Disney is selling the RSNs as part of its acquisition of certain 21st Century Fox Inc.’s entertainment assets. Originally, it was anticipated that the total acquisition price could top $20 billion, but since the bidding began the asset situation has changed. The New York Yankees have decided to exercise an option to buy back the YES Network, reportedly with Amazon as a partner, diminishing the worth of a package.
And an anticipated bidding war failed to materialize, according to reports. MLB did follow through with a second-round bid, as did Sinclair Broadcast Group (the largest operator of television stations in the United States, controlling 193 stations in over 100 markets) and Apollo Global Management, a private equity firm known more for bidding on distressed properties. (Sinclair is reported partnering with the Chicago Cub on a new RSN, Marquee, launching in 2020.) But other broadcast giants like Comcast and Fox decided to skip a second round of bidding. From Bloomberg:
Disney did attract second-round offers by Thursday’s deadline from potential buyers including Sinclair Broadcast Group Inc., Apollo Global Management and Major League Baseball, according to people familiar with the sale process. But the proposals valued the remaining networks at roughly six to eight times earnings before interest, taxes, depreciation and amortization, the people said.
Major League Baseball is seen as a long-shot acquirer. It’s still looking for a partner that could bolster its bid, according to people familiar with its thinking. The organization declined to comment, as did Apollo. Disney and Fox also didn’t have an immediate comment on the process. A representative for Sinclair didn’t immediately respond to a request for comment.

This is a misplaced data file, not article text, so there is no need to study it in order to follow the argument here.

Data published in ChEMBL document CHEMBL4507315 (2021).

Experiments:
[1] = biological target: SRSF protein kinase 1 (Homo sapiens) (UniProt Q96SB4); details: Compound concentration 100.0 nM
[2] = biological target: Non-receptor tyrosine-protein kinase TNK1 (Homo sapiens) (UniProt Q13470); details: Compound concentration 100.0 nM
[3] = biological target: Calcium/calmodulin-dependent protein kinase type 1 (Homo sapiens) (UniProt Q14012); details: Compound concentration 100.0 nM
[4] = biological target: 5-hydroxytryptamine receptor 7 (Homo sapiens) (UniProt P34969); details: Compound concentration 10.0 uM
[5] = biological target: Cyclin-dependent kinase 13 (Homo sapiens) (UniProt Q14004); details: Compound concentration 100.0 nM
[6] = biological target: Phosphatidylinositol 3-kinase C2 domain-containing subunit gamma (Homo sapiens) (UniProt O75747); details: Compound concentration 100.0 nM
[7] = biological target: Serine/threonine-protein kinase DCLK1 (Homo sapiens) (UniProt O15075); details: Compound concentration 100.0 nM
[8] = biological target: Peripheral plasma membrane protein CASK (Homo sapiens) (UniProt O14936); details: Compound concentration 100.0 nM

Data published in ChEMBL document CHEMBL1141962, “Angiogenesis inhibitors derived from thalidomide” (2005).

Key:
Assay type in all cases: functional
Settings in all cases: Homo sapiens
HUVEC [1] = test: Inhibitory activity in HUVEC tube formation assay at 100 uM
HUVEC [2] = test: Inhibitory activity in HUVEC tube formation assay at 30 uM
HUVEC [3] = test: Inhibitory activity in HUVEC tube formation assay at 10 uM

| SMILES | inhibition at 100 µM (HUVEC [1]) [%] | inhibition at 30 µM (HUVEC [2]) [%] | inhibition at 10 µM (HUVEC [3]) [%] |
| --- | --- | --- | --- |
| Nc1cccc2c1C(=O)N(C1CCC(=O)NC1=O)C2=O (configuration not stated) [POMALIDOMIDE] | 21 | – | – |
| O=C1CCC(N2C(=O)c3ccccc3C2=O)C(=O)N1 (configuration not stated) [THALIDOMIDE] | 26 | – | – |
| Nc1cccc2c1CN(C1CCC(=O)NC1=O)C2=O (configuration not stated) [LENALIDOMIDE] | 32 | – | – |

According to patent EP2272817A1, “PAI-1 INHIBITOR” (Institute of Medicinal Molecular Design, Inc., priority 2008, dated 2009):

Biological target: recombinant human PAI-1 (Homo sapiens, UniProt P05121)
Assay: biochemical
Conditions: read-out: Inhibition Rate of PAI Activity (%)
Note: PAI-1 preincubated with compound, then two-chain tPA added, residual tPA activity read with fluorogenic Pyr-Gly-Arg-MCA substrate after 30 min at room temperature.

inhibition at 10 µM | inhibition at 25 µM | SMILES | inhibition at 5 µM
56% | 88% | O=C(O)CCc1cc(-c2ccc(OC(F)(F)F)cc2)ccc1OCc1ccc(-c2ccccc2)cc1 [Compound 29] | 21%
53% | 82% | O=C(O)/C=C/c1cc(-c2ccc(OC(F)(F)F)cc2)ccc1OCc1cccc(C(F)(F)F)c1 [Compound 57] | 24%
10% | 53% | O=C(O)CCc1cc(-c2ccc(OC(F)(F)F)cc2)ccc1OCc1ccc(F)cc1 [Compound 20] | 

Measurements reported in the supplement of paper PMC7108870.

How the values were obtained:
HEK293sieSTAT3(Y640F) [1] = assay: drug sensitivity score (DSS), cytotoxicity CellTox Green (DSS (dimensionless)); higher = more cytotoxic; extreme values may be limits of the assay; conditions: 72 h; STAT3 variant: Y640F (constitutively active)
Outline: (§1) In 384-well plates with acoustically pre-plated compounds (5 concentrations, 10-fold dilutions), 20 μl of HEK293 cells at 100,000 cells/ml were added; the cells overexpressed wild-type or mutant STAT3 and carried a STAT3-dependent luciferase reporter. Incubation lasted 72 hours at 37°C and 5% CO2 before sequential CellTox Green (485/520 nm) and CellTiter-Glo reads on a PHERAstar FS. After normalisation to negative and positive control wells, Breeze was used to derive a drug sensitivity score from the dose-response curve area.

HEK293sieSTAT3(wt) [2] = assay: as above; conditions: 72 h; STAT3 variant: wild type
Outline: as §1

MLB has support from the Canada Pension Plan Investment Board, but the league has been seeking the kind of strategic partner that could ensure the networks get good distribution from pay-TV companies, according to one of the people. The New York Post previously reported on the Canadian Pension Plan’s involvement.
The big issue that is certainly driving down the value of the RSNs: the uncertain future of cable networks at a time when streaming technology is changing the economic landscape. According to AP, cable giant Comcast lost 29,000 U.S. cable customers in the fourth quarter but added 351,000 Internet subscribers. MLB is positioned to capitalize on direct-to-consumer streaming, and adding the RSNs could allow teams to offer a unique mix of access that could also include season tickets and more. But there’s no guarantee that as cable giants shrink, RSNs could lose a preferred place on basic cable and be relegated to a plus-fee sports tier. Right now MLB teams are beholden to RSNs, and buying the 22 Disney RSNs would give them a level of control and an instant spot in the marketplace, instead of building a service from scratch as the Cubs are doing. As we wrote in December:
It doesn’t sound like MLB is looking to scrap game distribution on the traditional RSN model—far from it. But by centralizing rights and giving teams to set up their own streaming services, MLB foresees a rights model with one foot in the established present while also looking toward an all-digital future where all content is streaming.